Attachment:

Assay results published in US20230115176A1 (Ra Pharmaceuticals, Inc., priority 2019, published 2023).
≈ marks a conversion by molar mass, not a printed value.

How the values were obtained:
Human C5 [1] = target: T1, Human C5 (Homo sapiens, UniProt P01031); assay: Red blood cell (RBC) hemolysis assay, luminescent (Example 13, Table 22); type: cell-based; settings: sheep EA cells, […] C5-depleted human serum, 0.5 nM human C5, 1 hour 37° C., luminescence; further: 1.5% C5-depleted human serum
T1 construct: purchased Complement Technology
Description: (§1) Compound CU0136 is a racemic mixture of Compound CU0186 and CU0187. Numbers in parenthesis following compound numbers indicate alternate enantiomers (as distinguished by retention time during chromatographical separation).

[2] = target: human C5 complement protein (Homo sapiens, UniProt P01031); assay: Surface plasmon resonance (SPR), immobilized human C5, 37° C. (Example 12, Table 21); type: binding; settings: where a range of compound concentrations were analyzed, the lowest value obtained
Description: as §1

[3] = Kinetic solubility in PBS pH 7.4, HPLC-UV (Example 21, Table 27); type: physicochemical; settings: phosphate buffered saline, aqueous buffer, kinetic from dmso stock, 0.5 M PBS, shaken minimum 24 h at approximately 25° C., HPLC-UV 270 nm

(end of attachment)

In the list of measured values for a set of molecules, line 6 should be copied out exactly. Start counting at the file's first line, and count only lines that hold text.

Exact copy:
Description: (§1) Compound CU0136 is a racemic mixture of Compound CU0186 and CU0187. Numbers in parenthesis following compound numbers indicate alternate enantiomers (as distinguished by retention time during chromatographical separation).